AI systems rely on pattern recognition, which can break down in an environment that features a large amount of dynamic data and content that is ever-changing. If the data being processed is transformed in some way, the AI system may not be able to recognize it, leading to erroneous results.

The complex nature of AI systems and the wide supply of real-time data in today’s day and age can create a situation where an AI system consumes too much data and is unable to handle more data or processes. This can lead to bottlenecks and slow processing of data, which can have a severe impact on the streaming quality and the user experience.

Artificial intelligence has a long way to go before it becomes a ubiquitous force in the live streaming industry. One major issue is the technical limitations of AI systems. While chatbots and content recommendation systems are becoming more advanced, many AI systems don’t have the capability or the power to adapt to the large amount of unpredictability often found in live streaming services.

Future Trends and Opportunities in AI-Enabled Live Streaming

An AI-driven automated tagging system could take information given by the content creator and apply a detailed set of tags to the video without the need for manual input. High-level annotation of multimedia data has various uses for content creators, and due to the hands-off nature of automated tagging, it is a cost-effective technology. The easier the video is to be found, the larger the audience who may view it. Therefore, this tool would be a key asset in video marketing.

Video understanding and retrieval is a current research goal at the intersection of computer vision and multimedia, and progress in this area will surely provide benefits to both video creators and their audiences. Steps of progress would involve a possible increase in the amounts of automatically detected game and stream categories through analysis of the audio and video content, to the development of tools allowing streamers to categorize their video highlights for easier access by viewers.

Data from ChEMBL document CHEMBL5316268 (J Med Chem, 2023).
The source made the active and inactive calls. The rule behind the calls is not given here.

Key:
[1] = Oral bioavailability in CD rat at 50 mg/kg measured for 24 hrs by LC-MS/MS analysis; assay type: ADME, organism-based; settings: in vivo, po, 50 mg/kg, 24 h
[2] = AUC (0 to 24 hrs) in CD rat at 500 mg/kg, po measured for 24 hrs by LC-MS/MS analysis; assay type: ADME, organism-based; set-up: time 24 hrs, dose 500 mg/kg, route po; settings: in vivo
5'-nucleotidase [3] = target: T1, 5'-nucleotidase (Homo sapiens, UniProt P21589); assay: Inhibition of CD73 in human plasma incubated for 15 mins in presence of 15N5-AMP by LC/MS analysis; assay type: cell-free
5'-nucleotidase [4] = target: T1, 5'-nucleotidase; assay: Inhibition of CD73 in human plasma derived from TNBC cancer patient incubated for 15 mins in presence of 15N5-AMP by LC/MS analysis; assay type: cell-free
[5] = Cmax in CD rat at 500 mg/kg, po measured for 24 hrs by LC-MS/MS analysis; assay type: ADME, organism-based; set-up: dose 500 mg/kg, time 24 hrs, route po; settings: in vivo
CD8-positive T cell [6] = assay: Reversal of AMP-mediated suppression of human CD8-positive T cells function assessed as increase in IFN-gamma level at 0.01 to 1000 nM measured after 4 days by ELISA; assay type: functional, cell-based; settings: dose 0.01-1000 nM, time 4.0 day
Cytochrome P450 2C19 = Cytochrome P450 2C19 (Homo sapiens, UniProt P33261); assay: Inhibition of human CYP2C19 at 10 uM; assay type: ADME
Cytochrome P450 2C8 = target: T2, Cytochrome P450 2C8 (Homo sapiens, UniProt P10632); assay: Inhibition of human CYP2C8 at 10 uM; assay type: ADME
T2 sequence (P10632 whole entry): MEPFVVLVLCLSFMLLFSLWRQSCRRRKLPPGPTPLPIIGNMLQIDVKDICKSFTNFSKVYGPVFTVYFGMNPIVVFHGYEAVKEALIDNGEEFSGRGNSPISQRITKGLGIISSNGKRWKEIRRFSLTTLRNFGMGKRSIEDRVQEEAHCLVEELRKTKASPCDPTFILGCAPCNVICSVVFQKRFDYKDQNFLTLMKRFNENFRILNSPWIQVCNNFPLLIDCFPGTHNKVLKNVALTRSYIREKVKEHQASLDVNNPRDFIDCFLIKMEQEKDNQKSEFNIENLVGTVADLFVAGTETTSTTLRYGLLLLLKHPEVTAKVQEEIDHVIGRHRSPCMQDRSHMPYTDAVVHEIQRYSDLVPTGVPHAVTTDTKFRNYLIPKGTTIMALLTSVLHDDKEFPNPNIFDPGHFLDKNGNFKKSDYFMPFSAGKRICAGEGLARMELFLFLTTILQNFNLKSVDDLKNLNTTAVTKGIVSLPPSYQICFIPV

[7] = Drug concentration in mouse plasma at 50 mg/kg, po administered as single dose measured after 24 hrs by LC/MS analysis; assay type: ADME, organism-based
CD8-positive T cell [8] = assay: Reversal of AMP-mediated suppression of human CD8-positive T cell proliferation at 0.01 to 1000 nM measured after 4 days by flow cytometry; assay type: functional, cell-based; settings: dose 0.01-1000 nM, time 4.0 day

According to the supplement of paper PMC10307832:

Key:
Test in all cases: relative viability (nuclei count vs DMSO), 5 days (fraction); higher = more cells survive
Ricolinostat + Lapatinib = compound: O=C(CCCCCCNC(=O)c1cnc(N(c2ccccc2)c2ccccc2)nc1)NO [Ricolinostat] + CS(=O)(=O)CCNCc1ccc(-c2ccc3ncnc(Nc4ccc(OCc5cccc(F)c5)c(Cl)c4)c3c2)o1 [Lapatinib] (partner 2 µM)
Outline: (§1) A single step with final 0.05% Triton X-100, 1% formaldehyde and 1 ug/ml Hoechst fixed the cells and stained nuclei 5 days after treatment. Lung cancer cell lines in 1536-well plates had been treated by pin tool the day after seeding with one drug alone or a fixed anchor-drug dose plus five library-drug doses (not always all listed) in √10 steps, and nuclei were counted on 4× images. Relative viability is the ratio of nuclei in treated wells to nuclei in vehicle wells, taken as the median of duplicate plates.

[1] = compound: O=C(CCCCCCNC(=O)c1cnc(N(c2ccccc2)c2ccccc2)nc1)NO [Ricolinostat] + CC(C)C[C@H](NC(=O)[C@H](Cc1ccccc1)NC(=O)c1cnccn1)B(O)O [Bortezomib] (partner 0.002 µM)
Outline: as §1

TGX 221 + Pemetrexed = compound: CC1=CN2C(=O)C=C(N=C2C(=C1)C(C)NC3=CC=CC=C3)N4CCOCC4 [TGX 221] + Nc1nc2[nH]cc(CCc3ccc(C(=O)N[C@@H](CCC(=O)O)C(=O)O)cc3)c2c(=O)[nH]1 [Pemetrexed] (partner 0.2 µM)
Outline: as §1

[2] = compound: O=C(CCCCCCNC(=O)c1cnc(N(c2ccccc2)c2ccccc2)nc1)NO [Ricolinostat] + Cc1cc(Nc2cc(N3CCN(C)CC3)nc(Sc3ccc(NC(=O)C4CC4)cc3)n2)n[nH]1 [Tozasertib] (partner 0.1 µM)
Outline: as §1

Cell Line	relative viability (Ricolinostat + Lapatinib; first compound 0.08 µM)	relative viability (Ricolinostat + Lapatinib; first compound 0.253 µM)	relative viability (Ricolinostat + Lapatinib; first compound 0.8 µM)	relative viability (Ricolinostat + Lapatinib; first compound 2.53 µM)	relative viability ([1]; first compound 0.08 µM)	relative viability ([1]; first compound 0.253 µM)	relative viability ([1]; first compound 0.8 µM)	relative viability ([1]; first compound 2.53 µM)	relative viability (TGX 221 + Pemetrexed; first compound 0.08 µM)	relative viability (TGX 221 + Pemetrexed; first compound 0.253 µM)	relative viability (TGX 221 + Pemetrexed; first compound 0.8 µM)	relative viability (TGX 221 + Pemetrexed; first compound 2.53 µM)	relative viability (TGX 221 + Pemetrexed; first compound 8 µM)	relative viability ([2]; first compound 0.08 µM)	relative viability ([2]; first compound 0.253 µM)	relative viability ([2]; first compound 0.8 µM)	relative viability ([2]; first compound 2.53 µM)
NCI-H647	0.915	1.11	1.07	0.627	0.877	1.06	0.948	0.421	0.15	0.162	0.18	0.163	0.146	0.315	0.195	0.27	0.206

In consideration of user-generated content, improved automated content tagging and advanced content creation both lead to increases in quality. As stated by representatives from Twitch, interactive entertainment is not just entertainment. Steps are beginning to be taken to provide viewers with the ability to search for and locate video of a certain genre or even a certain game from previous live stream events. This can be considered an information retrieval task. It involves searching through a large collection of video content to find material which is most relevant to the user’s query or criteria.

The technology and methods described in Section 3 all contribute to a value chain leading to the creation of live streaming content. The intended value of the content is to be perceived by an audience. The greater the quality of the content which the creator is able to produce, the larger an audience which may be attracted and retained, leading to increased monetization for the creator. This, in turn, creates an incentive for the creator to continue production of content.

Advanced Content Analysis and Tagging

Automatic language translation is also a growing area with the increase in available multimedia content in languages other than English. Given the source language and a text description of a translation task, machine translation systems can utilize the AV content to generate a multimodal translation that is presented as a translated version of the original content.

High-level content understanding goes beyond feature extraction and tries to automatically identify the events and concepts that occur in the media and relate them to predefined concepts or ontologies. This can enable automatic metadata generation to describe the media in a semantic way and also enable event-based navigation and visualization of media collections.

Content analysis and understanding are key to enabling content navigation, retrieval, recommendation, and visualization, which are the stepping stones of content-centric AI. Metadata formats for streaming content vary greatly, ranging from ID3 tags for MP3 audio to complex XML-based formats. AI techniques for content understanding make use of audiovisual (AV) features and text. They use audio and video analysis to extract AV features and possibly generate a textual description. The features are then mapped to metadata using machine learning techniques. With well-defined content analysis and metadata mapping, AI can enable very flexible content retrieval and recommendation using complex queries on the multimodal features and content similarity. This is an area that is well understood and is the basis of the many web-scale multimedia search and recommendation systems that exist today.